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SAP cuts low-price support, but promises 24/7 maintenance

One support package will be available to new customers, with expanded services, for 22 per cent of license fees

SAP AG(NYSE: SAP) has eliminated one of its lower-priced support offerings, but at the same time expanded ERP maintenance levels to include 24/7 support and support for third-party systems that connect to SAP software.

Previously, SAP offered a basic support package costing 17 per cent of a customer’s license fees and a premium support package that went for 22 per cent. SAP has essentially eliminated both offerings for new customers and replaced them with an Enterprise Support package that costs 22 per cent but comes with a greater level of service.

SAP was criticized by the consulting firm Ovum, which said SAP is trying to “shore up its revenue growth” while customers are in danger of being “over-milked.”

SAP vice-president of strategy Bill Wohl scoffed at the revenue growth comment, saying SAP has achieved 17 consecutive quarters of revenue growth. While SAP can take in more revenue by charging higher rates, it’s also likely SAP will be spending more of that money on customers as it ramps up its level of support.

With its new Enterprise Support, rolled out to customers in February and announced publicly in May, SAP now helps customers identify and fix problems in products which are made by other vendors but work with SAP applications.

“In the past, we didn’t take responsibility for anything beyond SAP software,” Wohl says. “[Now] we’re going to take responsibility across your enterprise for the stuff connected to SAP.”

That means SAP will help fix problems related to Adobe software, the Oracle database, or other products connecting to SAP’s ERP software. SAP can’t solve every problem related to a competitor’s product, obviously, but Wohl says SAP will help customers through the whole process even if it involves going to other vendors for support.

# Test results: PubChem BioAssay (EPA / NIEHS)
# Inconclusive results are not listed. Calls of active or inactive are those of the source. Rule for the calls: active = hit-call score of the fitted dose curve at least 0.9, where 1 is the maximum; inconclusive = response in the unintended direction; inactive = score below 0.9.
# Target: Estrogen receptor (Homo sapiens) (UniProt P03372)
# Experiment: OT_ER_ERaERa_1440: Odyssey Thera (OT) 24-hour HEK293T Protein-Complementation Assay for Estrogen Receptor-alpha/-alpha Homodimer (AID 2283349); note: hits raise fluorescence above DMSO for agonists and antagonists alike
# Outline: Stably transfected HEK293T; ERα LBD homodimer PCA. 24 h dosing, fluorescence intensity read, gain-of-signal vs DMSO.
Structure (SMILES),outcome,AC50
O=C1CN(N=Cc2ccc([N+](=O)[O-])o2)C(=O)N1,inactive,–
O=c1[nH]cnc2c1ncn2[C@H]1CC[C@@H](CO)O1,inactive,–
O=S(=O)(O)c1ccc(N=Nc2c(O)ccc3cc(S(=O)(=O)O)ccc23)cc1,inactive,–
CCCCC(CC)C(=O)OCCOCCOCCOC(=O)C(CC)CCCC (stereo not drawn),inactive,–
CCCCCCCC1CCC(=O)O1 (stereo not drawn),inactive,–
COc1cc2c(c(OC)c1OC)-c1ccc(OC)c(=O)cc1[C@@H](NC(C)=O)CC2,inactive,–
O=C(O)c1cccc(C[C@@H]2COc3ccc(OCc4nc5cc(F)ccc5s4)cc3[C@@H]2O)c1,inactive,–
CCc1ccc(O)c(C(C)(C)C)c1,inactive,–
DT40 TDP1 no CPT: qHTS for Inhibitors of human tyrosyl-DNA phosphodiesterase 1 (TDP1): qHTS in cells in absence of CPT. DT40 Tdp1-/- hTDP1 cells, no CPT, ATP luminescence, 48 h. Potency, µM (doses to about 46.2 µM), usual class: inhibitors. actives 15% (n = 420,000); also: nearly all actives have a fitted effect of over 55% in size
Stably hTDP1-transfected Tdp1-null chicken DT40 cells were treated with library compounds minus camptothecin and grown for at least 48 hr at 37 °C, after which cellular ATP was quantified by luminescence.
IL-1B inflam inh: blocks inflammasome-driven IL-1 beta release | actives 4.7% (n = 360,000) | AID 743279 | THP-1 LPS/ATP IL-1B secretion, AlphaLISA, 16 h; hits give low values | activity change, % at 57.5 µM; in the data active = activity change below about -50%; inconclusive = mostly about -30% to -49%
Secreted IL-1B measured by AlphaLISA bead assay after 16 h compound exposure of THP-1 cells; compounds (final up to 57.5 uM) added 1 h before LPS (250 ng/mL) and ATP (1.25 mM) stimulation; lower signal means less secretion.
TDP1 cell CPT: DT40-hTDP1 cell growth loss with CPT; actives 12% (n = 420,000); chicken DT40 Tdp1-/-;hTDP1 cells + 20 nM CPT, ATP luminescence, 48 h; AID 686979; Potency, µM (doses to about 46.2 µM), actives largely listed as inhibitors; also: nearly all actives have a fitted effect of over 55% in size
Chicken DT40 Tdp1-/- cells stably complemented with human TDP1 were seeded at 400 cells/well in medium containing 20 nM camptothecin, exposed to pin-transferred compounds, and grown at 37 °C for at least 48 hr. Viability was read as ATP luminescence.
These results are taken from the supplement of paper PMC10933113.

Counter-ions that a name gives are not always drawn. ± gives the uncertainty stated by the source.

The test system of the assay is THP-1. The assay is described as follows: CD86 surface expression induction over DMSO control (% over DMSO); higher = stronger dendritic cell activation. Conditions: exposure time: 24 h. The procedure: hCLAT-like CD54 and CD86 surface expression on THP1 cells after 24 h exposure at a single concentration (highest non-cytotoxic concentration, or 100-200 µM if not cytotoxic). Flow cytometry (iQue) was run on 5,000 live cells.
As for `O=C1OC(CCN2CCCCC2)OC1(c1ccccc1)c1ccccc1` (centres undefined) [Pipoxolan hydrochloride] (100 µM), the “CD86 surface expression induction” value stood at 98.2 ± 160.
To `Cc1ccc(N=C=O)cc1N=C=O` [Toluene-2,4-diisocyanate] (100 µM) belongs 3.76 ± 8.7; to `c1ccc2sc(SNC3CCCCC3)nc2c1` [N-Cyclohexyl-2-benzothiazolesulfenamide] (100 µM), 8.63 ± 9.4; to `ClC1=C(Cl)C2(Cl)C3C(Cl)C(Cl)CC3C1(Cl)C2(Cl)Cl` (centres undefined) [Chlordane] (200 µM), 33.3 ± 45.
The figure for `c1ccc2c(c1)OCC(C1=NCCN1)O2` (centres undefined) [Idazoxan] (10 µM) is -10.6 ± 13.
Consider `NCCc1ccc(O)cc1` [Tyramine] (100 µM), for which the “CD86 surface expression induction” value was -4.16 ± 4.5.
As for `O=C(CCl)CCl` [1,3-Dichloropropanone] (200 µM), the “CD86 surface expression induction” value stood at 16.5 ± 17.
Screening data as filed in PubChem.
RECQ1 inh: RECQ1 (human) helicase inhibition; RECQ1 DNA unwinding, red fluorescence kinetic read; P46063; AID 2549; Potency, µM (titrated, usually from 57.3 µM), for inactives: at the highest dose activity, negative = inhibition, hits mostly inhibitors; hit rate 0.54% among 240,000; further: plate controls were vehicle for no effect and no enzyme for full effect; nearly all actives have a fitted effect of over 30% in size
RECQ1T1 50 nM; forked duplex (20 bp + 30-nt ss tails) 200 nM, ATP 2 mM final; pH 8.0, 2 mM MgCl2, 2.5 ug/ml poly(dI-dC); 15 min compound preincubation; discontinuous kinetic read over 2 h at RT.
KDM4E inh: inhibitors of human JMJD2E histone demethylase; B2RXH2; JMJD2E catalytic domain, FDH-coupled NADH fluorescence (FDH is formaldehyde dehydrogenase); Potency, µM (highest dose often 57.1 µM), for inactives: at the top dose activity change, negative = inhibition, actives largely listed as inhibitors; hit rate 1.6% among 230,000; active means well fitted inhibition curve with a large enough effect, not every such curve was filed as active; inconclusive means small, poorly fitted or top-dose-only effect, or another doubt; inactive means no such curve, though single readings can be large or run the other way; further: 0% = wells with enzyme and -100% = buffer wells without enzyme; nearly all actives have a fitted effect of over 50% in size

“What we discovered about the services-oriented environment is the support requirements for customers have changed,” Wohl says. “No longer do customers need simple bug fixes. … They want problem resolution all across the network.”

The other major change: 24/7 support. Previously, customers received one named contact during normal business hours only, Ovum notes in its advisory about SAP support changes.

Even premium support customers had to pay extra for 24/7 support, Wohl says. Now 24/7 support will be available to all customers, because the Enterprise Support package is now the minimum offering. Additional support offerings are available to customers willing to pay more than 22 per cent, including MaxAttention, a package that places SAP specialists on the customer’s site full-time.

Existing customers with the basic support package that costs only 17 per cent of license fees are being allowed to stay on that same plan, but new customers will not be offered the 17 per cent rate, Wohl says.

Moving to a 22 per cent minimum fee brings SAP in line with the prices of rival Oracle (NASDAQ: ORCL), according to Ovum analyst Madan Sheina. “Since 17 per cent was seen as a bargain for many companies, we feel this move is akin to SAP giving up a competitive differentiator,” Sheina writes.

Ovum advises customers to take a long hard look at their support contracts. “There’s no better time for SAP customers with expiring Basic support contracts to consider the extent to which they need and use such deep support,” Ovum writes. “Admittedly, companies that have spent millions on ERP software that is mission-critical to their core business will be ready to pay maintenance and support to make sure it keeps ticking. But at the same time vendors are desperate to keep them on board. So perhaps it’s time to haul in your ERP supplier of choice for some serious contract negotiations.”

SAP customers using the R/3 software will have another option in 2009, at which time Rimini Street plans to offer R/3 support at 50 per cent savings over SAP prices. R/3 is a previous generation of SAP’s software, which has since been replaced by ERP 6.0 and the Business Suite.

Ovum further states that SAP should take a lesson from software-as-a-service vendors such as Salesforce.comand NetSuite, which build support fees into the monthly charges customers pay for access to the Web-based software.

Wohl says this is a false comparison, given that SAP software is more complicated and extends into more of a customer’s systems than does a typical Web-based product. The support requirements are “a world apart,” he says.

Wohl also says he’s not worried about Rimini Street posing any threat, given that R/3 customers are rapidly upgrading to ERP 6.0. Worldwide, about 9,000 companies have installed or are installing 6.0, he says.

IDC took a less critical view of SAP Enterprise Support than did Ovum.

“Enterprise customers are demanding a more robust support solution from their support providers — and SAP is answering that call with SAP Enterprise Support,” IDC writes in a research note. “Integrating advanced tools with proactive support capabilities can free support staff to focus on high-value interactions with IT departments and end users. In addition, enterprises are looking for their support services providers to offer end-to-end capabilities for their environments. By including third-party applications in SAP Enterprise Support, SAP will be able to provide a complete software support solution for its customers.”